Columbia Professor Charles Armstrong has written a new and highly-readable history of North Korea. He draws widely on the flood of material from the Soviet and Eastern European archives (in particular, the indispensable North Korea International Documentation Project) but supplements it with interesting interviews in far-flung places.
The book is framed in terms of the country’s international relations, and begins with a premise that I have always found convincing; that the realist focus on great power rivalries overlooks the way that so much of Cold War politics was driven by weak states, civil wars, anti-colonial movements and other developments on the “periphery.” But Armstrong weaves in analysis of domestic politics and political economy as well and the book has a particularly good eye for cultural issues. Despite the international focus, the book can easily be read as a more general history.
The first two chapters deal with the war and its immediate aftermath. A particularly interesting feature is a discussion of the two brief occupations: the North’s occupation of the South prior to the Incheon landing and the equally-short-lived allied occupation of the North. In both cases, the occupiers paid particular attention to cultural issues, propaganda and what the US called a “Reorientation Plan” that included everything from hangul publications to movies and puppet shows for the kids.
The book is yet another reminder of what my colleague Marc Noland calls the Groundhog Day nature of studying North Korea: the recurrence of similar policy choices and the highly predictable consequences of them. Learning is scant. Armstrong details the combination of juche with aid-seeking within the communist bloc, but unearths a number of interesting new details such as Soviet and East German participation in the urban planning experiments in Pyongyang and Hamhung.
Armstrong offers up particularly concise analyses of the consolidation of power by Kim Il Sung and the role that China and the Soviet Union played as their domestic allies were purged in the late 1950s. Again, Armstrong spotlights some interesting cultural consequences, such as the sharp fall-off in the performance of Western music, theatre and dance as the regime championed Korean themes. Armstrong notes that these restraints extended to the bedroom; in 1963, the country passed a law that forbade marriages between Koreans and foreigners, meaning almost entirely marriages with Eastern Europeans. Mixed couples were pushed out of Pyongyang and pressured to divorce.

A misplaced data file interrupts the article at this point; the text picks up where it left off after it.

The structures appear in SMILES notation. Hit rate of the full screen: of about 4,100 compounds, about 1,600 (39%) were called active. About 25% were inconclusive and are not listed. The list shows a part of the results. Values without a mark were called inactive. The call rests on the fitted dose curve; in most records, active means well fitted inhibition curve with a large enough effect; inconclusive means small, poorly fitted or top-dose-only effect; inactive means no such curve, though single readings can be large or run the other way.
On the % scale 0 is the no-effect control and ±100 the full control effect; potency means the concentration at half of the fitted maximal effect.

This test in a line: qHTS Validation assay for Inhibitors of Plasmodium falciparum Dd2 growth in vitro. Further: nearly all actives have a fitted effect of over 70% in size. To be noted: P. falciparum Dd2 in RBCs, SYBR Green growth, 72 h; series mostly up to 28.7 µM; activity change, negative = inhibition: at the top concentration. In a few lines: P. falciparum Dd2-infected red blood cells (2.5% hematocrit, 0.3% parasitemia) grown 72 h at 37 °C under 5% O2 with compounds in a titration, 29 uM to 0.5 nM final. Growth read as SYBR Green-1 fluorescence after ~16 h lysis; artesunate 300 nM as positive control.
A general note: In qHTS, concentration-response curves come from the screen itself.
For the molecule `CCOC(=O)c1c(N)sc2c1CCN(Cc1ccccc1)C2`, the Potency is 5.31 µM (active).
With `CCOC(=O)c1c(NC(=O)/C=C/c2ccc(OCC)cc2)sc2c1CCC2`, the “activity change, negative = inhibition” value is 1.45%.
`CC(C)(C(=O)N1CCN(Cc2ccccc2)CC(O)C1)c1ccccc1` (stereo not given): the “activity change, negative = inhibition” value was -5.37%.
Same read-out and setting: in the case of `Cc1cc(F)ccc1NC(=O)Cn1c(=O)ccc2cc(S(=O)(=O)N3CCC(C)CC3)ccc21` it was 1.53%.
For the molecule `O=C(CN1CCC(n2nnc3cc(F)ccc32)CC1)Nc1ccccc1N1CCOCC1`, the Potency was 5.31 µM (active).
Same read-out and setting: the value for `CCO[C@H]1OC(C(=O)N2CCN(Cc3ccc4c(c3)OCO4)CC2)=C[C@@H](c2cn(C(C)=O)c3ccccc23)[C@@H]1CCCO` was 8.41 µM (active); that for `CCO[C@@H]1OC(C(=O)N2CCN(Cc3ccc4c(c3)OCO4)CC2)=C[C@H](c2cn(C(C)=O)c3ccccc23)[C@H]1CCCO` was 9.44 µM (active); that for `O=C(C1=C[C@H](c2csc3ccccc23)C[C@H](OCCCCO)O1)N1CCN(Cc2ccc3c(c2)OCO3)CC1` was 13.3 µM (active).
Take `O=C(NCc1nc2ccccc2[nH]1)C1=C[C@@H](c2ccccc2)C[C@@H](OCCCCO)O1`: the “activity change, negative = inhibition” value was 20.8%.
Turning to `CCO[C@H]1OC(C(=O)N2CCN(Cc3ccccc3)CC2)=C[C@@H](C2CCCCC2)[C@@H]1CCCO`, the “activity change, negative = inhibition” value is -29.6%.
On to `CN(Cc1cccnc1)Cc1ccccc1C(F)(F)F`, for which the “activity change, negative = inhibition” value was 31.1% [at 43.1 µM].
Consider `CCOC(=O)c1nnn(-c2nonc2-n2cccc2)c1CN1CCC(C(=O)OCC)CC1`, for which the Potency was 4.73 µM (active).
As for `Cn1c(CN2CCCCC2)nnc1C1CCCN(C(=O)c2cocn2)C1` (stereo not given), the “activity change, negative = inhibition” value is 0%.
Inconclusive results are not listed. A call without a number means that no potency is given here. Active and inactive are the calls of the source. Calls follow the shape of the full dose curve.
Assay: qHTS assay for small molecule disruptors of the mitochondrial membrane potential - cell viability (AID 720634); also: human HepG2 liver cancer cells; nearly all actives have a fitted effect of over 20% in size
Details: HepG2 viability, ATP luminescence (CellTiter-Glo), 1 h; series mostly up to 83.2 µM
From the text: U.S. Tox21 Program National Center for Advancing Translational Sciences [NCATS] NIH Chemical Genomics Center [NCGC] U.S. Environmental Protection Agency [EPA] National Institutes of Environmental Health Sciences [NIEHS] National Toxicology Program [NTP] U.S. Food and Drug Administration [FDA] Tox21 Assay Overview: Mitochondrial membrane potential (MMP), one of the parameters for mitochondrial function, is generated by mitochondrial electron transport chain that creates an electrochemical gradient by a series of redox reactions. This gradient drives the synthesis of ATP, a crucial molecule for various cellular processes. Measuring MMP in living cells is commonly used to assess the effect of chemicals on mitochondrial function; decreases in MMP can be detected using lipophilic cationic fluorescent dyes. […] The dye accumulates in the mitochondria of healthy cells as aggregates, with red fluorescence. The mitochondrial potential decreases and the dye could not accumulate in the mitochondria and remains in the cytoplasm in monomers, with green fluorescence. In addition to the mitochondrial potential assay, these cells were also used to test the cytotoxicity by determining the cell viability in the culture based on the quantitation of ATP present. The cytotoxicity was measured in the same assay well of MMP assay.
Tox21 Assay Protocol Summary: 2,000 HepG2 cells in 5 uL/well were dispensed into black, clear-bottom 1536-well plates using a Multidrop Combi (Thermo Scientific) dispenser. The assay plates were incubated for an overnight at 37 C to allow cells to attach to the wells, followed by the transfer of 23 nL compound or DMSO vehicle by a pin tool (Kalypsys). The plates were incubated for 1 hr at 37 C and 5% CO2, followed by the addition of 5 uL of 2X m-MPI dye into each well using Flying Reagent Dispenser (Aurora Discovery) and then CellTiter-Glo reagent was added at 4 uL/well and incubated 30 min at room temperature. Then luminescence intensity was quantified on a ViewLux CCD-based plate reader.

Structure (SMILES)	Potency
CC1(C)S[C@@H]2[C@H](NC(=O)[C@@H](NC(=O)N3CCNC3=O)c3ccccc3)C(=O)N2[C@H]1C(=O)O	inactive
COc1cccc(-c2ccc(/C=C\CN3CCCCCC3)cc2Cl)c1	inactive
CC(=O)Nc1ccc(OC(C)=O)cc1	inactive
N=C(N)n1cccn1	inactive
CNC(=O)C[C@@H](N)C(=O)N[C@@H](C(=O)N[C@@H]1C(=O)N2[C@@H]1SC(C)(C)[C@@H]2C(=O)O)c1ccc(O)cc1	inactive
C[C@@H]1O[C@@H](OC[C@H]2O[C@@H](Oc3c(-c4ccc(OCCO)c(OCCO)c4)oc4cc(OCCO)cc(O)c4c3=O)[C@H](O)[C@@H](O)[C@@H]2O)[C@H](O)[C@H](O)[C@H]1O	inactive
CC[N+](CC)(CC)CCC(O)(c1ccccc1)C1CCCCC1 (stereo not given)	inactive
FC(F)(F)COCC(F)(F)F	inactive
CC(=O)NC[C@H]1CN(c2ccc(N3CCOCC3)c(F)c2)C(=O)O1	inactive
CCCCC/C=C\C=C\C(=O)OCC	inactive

Armstrong also returns repeatedly to the regime’s economic choices and their consequences: the heavy industry push, the neglect of agriculture and consumer goods, the recurrent food shortages that resulted. In an assessment provided by Kim Il Sung to Kosygin in 1965, however, Kim Il Sung explained the shortfalls in the economy to external forces: the failure of the fraternal countries to come through and the “necessity” of diverting resources to the military.
Tyranny patiently walks through the odd Third World-ist diplomacy of the 1960s and 1970s when triumphal tours of poor African and Eastern European countries were treated as substantively significant; there is an interesting short section on North Koreans in Ethiopia. Armstrong shows a wry sense of humor in reproducing pictures of Kim Il Sung with Qadaffi, Mugabe, Daniel Ortega, Honecker and a Constantine Chenenko who looks like he is already embalmed. But the deeper point is that while pursuing these diplomatic fantasies, the significant opportunities offered by Europe and Japan were squandered; in a case that was new to us, Armstrong outlines the rise and rapid fall of economic relations with a France that seemed surprisingly willing to assist Pyongyang in the early 1970s.
In a particularly telling section, Armstrong walks through a trip that Kim Il Sung took to the Soviet Union in 1984 that included in addition to Moscow stops in a number of the Eastern European capitals as well. As Armstrong notes, “looking at Kim’s East Bloc tour from the vantage point of twenty-first century history, it seems like a journey through an ancient civilization on the brink of collapse.” Armstrong continually returns to the theme of how North Korea navigated between Beijing and Moscow. But these diplomatic efforts were completely disengaged from what was actually happening in the two countries: the deep decay in the Soviet Union and the increasingly-apparent dynamism in gradual reformism in China.
The solipsism is striking. In a visit to Moscow two short years later in 1986—by which time the world had already changed substantially with Gorbachev’s commitment to reform and a new foreign policy, including in Asia—Kim could still cling to the belief that opposition to the Chun dictatorship in the South would ultimately tip his way: “there is a large movement for socialism in the South; work is being carried out to create a national front….” and so on. A final coda to the era comes with Honnecker’s visit to Pyongyang in late 1986, when Kim Il Sung would explain that the aim of the 1987-1993 plan was to “resolve the food problem and provide residential living space and adequate clothing” for the North Korean people.
The title of the book—Tyranny of the Weak—carries several meanings, from the way small powers draw in large ones to the tyrannical nature of the regime’s domestic politics and their foreign consequences. The broad outlines of the story are familiar; there are not breakthrough interpretations nor is it clear what they would be. But Armstrong covers the sweep of the Cold War period deftly and introduces interesting new color from the archives throughout.